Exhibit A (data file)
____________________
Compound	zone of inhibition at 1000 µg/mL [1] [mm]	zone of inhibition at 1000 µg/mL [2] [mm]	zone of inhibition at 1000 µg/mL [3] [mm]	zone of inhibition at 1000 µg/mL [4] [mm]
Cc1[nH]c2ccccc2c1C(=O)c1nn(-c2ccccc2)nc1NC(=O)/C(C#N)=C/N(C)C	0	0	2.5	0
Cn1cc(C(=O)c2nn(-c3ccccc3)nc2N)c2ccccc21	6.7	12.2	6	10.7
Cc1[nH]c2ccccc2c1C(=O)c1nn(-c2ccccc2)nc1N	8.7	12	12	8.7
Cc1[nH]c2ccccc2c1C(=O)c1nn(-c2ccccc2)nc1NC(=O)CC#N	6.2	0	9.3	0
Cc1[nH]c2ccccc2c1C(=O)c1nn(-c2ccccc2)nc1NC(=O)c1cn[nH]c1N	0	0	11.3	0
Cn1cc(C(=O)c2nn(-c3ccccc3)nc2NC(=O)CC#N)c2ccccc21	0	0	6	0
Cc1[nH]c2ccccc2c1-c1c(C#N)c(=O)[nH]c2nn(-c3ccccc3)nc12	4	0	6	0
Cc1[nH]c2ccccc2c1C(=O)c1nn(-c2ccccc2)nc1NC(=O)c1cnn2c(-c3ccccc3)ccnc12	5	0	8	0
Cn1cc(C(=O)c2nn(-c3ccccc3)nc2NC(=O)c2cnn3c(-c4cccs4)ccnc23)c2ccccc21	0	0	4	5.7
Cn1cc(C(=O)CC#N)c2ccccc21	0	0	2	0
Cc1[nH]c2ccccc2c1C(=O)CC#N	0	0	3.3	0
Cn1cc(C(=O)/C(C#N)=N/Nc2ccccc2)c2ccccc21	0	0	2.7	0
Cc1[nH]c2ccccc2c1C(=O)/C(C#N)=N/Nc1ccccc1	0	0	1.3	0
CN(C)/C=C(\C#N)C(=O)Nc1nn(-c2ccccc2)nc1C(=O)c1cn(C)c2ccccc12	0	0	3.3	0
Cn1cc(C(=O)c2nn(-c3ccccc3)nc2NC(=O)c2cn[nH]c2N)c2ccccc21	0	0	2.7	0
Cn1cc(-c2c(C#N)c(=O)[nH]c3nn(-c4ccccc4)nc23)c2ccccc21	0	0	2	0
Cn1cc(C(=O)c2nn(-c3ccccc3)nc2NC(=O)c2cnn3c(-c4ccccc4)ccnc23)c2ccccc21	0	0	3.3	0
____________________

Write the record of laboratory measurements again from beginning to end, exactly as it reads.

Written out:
Compound	zone of inhibition at 1000 µg/mL [1] [mm]	zone of inhibition at 1000 µg/mL [2] [mm]	zone of inhibition at 1000 µg/mL [3] [mm]	zone of inhibition at 1000 µg/mL [4] [mm]
Cc1[nH]c2ccccc2c1C(=O)c1nn(-c2ccccc2)nc1NC(=O)/C(C#N)=C/N(C)C	0	0	2.5	0
Cn1cc(C(=O)c2nn(-c3ccccc3)nc2N)c2ccccc21	6.7	12.2	6	10.7
Cc1[nH]c2ccccc2c1C(=O)c1nn(-c2ccccc2)nc1N	8.7	12	12	8.7
Cc1[nH]c2ccccc2c1C(=O)c1nn(-c2ccccc2)nc1NC(=O)CC#N	6.2	0	9.3	0
Cc1[nH]c2ccccc2c1C(=O)c1nn(-c2ccccc2)nc1NC(=O)c1cn[nH]c1N	0	0	11.3	0
Cn1cc(C(=O)c2nn(-c3ccccc3)nc2NC(=O)CC#N)c2ccccc21	0	0	6	0
Cc1[nH]c2ccccc2c1-c1c(C#N)c(=O)[nH]c2nn(-c3ccccc3)nc12	4	0	6	0
Cc1[nH]c2ccccc2c1C(=O)c1nn(-c2ccccc2)nc1NC(=O)c1cnn2c(-c3ccccc3)ccnc12	5	0	8	0
Cn1cc(C(=O)c2nn(-c3ccccc3)nc2NC(=O)c2cnn3c(-c4cccs4)ccnc23)c2ccccc21	0	0	4	5.7
Cn1cc(C(=O)CC#N)c2ccccc21	0	0	2	0
Cc1[nH]c2ccccc2c1C(=O)CC#N	0	0	3.3	0
Cn1cc(C(=O)/C(C#N)=N/Nc2ccccc2)c2ccccc21	0	0	2.7	0
Cc1[nH]c2ccccc2c1C(=O)/C(C#N)=N/Nc1ccccc1	0	0	1.3	0
CN(C)/C=C(\C#N)C(=O)Nc1nn(-c2ccccc2)nc1C(=O)c1cn(C)c2ccccc12	0	0	3.3	0
Cn1cc(C(=O)c2nn(-c3ccccc3)nc2NC(=O)c2cn[nH]c2N)c2ccccc21	0	0	2.7	0
Cn1cc(-c2c(C#N)c(=O)[nH]c3nn(-c4ccccc4)nc23)c2ccccc21	0	0	2	0
Cn1cc(C(=O)c2nn(-c3ccccc3)nc2NC(=O)c2cnn3c(-c4ccccc4)ccnc23)c2ccccc21	0	0	3.3	0